Estate and inheritance taxes are broadly similar because both are generally triggered by death. Estate taxes are levied on the net value of property owned by a deceased person on the date of their death. In contrast, inheritance taxes are levied on the recipients of the property. Both of these taxes are generally paired with some kind of gift tax so that they cannot be avoided by simply transferring the property prior to death.
Many countries levy taxes on estates or inheritances, including France, the US, UK, Spain, Ireland, with Japan having the highest top marginal rate at a whopping 55%.
In the UK, Inheritance Tax (IHT) is paid on the value of the deceased’s estate, at the rate of 40% on the value above your available Nil Rate Band (NRB), currently GBP 325,000.
Most people retain their domicile, even if they have been living abroad for a prolonged period. It’s a common misconception among UK expats that only UK assets will be subject to UK IHT. The UK tax system, like others, operates on a worldwide basis. This means a deceased person’s worldwide estate will be subject to IHT. An expat may also be subject to the inheritance tax laws of foreign countries in which they hold assets. There are also different rules around non-domiciled spouses and partners. That’s why it’s important to be clear and up-to-date on your estate planning with an expat will.
Before probate can be granted, the probate fee and any inheritance tax due on an estate must be paid, so there could be a significant bill for beneficiaries to pay before they can access their inheritance. Setting up a life insurance policy could help ensure your beneficiaries have access to cash to pay all required fees.
But there are other ways to go about it. Lord Roy Jenkins – a former chancellor of the exchequer – described inheritance tax in a 1986 Commons debate as “broadly speaking, a voluntary levy paid by those who distrust their heirs more than they dislike the Inland Revenue.”
Voluntary because there are measures that can be taken to limit liability to IHT, including:
1. Spouse and civil partner exemptions
Gifts and transfers between most married couples and civil partners living in the UK are IHT-free. It is possible for the survivor to inherit the percentage amount of unused NRB from their deceased spouse. The IHT liability will arise when the second partner dies.
2. Annual exemption
Every person is allowed to make an IHT-free gift of up to £3,000 in any tax year – double the amount for a couple – and this allowance can be carried forward one year if you don’t use up all your allowance.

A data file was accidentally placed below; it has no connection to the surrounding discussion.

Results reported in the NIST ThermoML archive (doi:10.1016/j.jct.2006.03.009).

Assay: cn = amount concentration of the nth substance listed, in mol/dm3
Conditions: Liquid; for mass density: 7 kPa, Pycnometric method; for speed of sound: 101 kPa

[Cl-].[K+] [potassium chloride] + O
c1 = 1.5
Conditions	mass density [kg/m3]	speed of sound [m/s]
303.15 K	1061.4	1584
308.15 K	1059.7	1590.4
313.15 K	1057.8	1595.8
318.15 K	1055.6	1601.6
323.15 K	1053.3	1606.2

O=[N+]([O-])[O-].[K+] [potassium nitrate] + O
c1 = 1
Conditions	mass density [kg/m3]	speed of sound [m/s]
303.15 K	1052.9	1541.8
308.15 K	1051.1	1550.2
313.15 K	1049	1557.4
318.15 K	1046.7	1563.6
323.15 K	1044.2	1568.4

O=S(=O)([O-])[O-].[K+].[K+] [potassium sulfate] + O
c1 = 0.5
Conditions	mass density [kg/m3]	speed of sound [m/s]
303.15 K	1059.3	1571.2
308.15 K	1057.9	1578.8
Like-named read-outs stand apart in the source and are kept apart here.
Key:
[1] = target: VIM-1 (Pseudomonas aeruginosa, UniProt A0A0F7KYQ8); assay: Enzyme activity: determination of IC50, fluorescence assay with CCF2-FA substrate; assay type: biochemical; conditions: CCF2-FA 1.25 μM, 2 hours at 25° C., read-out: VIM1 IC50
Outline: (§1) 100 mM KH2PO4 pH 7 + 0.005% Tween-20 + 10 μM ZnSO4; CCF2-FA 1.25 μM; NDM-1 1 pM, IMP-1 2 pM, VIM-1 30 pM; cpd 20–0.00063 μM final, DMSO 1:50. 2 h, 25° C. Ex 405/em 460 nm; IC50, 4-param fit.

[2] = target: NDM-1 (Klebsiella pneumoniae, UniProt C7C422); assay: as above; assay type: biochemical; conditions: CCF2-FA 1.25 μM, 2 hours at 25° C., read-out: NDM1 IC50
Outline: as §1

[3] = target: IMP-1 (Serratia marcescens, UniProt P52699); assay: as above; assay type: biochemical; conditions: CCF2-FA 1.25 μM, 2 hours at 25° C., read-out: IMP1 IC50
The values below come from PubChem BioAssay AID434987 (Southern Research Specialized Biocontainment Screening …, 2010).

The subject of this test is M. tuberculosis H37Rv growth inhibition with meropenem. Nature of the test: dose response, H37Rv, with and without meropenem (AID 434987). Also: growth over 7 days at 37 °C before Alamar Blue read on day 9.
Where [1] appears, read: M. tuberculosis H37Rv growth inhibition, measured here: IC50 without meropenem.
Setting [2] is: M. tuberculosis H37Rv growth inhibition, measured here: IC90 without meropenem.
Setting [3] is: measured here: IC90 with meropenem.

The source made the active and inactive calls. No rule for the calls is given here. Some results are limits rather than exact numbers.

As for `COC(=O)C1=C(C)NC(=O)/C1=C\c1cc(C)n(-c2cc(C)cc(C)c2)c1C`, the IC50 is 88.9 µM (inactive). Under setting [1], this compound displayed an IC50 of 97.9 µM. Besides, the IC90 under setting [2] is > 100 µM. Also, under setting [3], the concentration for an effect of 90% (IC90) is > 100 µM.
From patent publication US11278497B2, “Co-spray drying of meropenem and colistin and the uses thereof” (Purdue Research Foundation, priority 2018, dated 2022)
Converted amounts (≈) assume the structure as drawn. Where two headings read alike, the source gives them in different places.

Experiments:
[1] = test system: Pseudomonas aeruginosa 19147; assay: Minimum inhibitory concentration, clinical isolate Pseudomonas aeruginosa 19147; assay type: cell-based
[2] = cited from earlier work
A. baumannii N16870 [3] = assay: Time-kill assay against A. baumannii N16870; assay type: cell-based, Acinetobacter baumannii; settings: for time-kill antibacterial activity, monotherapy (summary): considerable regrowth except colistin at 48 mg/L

3. Gifting and other exemptions
You are able to make small gifts of up to £250 per year to anyone you like.
There is no limit to the number of recipients in one tax year, and these small gifts will also be IHT-free, provided you have made no other gifts to that person during the tax year.
Lifetime gifts are those made by you while you’re still alive. If such gifts are made to help with another person’s living costs, e.g. an elderly relative or child, they are free from IHT.
Other lifetime gifts may be exempt as long as you make them regularly (e.g., annually), and they come from your regular income, (such as pensions, dividends, interest from investments etc.), without affecting your lifestyle – however, this is subject to the tax man’s interpretation, so it is important to document your intentions and keep a record of this with your will.
If someone you know is getting married or entering into a civil partnership, you can give them a financial gift IHT free (up to £5,000 to a child, £2,500 to a grandchild or great grandchild and £1,000 to others).
4. IHT-free bequests
Gifts or bequests to charities, political parties, universities and for national purpose or public benefit are IHT exempt.
5. Potentially Exempt Transfers
A PET is a gift of any amount to anyone. The only conditions for it to be tax-free are that it is made more than seven years before death and the gift is “without reservation”, an outright gift. A parent, for example, cannot give away the family home and then continue to live in it and think they have found a clever way to avoid IHT.
Even if the donor fails to survive the seven years, PETs can still be worth making as tax may be paid at a reduced rate.
6. Invest in a pension
A pension is one of the most tax-efficient ways to escape IHT. Your pension won’t be subject to Inheritance Tax as it never becomes part of your estate. This has made pensions a useful estate planning tool. You could potentially save Inheritance Tax by leaving your pension untouched and funding your retirement with other assets that do form part of your estate.
7. Set up a trust
Estate held within a trust falls outside of IHT. There are many options for trusts and other structures, wrapping assets and investments like an offshore investment bond inside.
Finally, you can spend your wealth. Those who chose to spend their wealth are now called the Ski – or Spending the Kids’ Inheritance – generation. The danger is that too much gets spent, leaving little for later retirement. It is much safer to be Owls – oldies withdrawing loot sensibly.
With so many options available to reduce your beneficiaries’ future liability, some that can span years, it really is prudent to start (or update) your estate planning now.